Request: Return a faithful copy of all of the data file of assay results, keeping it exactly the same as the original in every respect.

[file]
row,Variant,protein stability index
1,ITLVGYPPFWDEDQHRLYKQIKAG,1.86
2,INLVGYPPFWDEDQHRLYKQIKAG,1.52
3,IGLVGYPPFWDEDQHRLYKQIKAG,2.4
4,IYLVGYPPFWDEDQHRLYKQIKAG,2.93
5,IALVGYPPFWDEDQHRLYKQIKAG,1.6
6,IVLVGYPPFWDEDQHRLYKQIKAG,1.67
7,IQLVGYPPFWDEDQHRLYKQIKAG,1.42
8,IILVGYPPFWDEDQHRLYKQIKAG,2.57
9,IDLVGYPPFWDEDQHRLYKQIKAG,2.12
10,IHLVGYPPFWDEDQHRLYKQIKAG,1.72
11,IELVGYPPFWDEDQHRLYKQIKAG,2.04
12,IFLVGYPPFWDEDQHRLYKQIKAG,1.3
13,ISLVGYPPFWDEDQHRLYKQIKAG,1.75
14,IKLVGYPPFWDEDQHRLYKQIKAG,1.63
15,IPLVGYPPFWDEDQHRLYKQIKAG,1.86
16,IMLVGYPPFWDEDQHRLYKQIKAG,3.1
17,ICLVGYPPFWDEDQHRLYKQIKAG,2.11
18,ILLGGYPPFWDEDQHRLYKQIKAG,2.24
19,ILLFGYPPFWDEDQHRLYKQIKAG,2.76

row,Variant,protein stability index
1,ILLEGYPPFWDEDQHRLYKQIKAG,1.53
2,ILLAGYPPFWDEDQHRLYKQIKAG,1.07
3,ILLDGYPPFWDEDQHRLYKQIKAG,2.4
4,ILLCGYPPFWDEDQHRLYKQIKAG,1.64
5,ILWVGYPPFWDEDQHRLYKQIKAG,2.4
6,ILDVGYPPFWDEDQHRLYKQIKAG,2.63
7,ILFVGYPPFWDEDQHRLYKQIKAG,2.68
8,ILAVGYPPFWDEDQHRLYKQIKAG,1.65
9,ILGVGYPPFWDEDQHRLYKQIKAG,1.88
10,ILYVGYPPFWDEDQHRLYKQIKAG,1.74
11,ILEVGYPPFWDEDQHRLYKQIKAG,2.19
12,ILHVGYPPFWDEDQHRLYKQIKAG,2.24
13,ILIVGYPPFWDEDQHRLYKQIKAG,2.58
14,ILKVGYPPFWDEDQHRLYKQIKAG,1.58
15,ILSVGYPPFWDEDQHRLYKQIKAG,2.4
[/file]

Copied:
row,Variant,protein stability index
1,ITLVGYPPFWDEDQHRLYKQIKAG,1.86
2,INLVGYPPFWDEDQHRLYKQIKAG,1.52
3,IGLVGYPPFWDEDQHRLYKQIKAG,2.4
4,IYLVGYPPFWDEDQHRLYKQIKAG,2.93
5,IALVGYPPFWDEDQHRLYKQIKAG,1.6
6,IVLVGYPPFWDEDQHRLYKQIKAG,1.67
7,IQLVGYPPFWDEDQHRLYKQIKAG,1.42
8,IILVGYPPFWDEDQHRLYKQIKAG,2.57
9,IDLVGYPPFWDEDQHRLYKQIKAG,2.12
10,IHLVGYPPFWDEDQHRLYKQIKAG,1.72
11,IELVGYPPFWDEDQHRLYKQIKAG,2.04
12,IFLVGYPPFWDEDQHRLYKQIKAG,1.3
13,ISLVGYPPFWDEDQHRLYKQIKAG,1.75
14,IKLVGYPPFWDEDQHRLYKQIKAG,1.63
15,IPLVGYPPFWDEDQHRLYKQIKAG,1.86
16,IMLVGYPPFWDEDQHRLYKQIKAG,3.1
17,ICLVGYPPFWDEDQHRLYKQIKAG,2.11
18,ILLGGYPPFWDEDQHRLYKQIKAG,2.24
19,ILLFGYPPFWDEDQHRLYKQIKAG,2.76

row,Variant,protein stability index
1,ILLEGYPPFWDEDQHRLYKQIKAG,1.53
2,ILLAGYPPFWDEDQHRLYKQIKAG,1.07
3,ILLDGYPPFWDEDQHRLYKQIKAG,2.4
4,ILLCGYPPFWDEDQHRLYKQIKAG,1.64
5,ILWVGYPPFWDEDQHRLYKQIKAG,2.4
6,ILDVGYPPFWDEDQHRLYKQIKAG,2.63
7,ILFVGYPPFWDEDQHRLYKQIKAG,2.68
8,ILAVGYPPFWDEDQHRLYKQIKAG,1.65
9,ILGVGYPPFWDEDQHRLYKQIKAG,1.88
10,ILYVGYPPFWDEDQHRLYKQIKAG,1.74
11,ILEVGYPPFWDEDQHRLYKQIKAG,2.19
12,ILHVGYPPFWDEDQHRLYKQIKAG,2.24
13,ILIVGYPPFWDEDQHRLYKQIKAG,2.58
14,ILKVGYPPFWDEDQHRLYKQIKAG,1.58
15,ILSVGYPPFWDEDQHRLYKQIKAG,2.4